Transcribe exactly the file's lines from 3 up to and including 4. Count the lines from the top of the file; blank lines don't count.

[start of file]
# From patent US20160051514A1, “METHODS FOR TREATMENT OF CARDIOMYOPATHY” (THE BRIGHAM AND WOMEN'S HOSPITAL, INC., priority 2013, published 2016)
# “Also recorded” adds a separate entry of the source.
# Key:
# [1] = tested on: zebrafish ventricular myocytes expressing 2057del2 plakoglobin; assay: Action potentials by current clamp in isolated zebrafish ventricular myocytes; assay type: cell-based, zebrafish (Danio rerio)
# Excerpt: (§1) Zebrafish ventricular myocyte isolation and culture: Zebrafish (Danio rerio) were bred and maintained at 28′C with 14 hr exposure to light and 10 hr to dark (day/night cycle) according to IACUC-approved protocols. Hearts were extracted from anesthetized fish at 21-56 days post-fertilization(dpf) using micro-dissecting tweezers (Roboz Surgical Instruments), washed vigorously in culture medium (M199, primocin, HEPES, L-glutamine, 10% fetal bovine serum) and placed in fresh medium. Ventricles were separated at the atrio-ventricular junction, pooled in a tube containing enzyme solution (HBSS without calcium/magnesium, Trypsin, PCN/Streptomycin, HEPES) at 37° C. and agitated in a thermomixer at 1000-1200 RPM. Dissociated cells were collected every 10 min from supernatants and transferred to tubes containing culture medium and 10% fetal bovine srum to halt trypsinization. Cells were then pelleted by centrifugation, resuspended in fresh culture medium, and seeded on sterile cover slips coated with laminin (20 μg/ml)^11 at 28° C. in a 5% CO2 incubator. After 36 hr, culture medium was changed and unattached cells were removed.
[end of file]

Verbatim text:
# Key:
# [1] = tested on: zebrafish ventricular myocytes expressing 2057del2 plakoglobin; assay: Action potentials by current clamp in isolated zebrafish ventricular myocytes; assay type: cell-based, zebrafish (Danio rerio)